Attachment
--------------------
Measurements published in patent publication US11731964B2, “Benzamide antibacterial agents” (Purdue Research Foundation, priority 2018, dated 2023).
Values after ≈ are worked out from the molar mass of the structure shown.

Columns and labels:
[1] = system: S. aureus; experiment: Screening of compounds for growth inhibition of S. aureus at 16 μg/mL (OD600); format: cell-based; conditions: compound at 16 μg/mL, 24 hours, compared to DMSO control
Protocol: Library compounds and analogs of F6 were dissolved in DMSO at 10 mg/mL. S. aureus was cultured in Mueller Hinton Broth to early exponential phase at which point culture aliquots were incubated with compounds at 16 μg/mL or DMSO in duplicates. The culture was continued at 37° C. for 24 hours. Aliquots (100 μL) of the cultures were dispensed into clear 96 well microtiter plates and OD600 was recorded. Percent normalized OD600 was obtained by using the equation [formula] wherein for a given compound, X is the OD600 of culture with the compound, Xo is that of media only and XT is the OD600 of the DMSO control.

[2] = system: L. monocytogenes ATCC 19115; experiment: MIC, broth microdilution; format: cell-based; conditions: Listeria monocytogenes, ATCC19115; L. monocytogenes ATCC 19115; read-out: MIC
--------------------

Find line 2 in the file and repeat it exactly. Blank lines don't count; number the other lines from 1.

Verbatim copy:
Values after ≈ are worked out from the molar mass of the structure shown.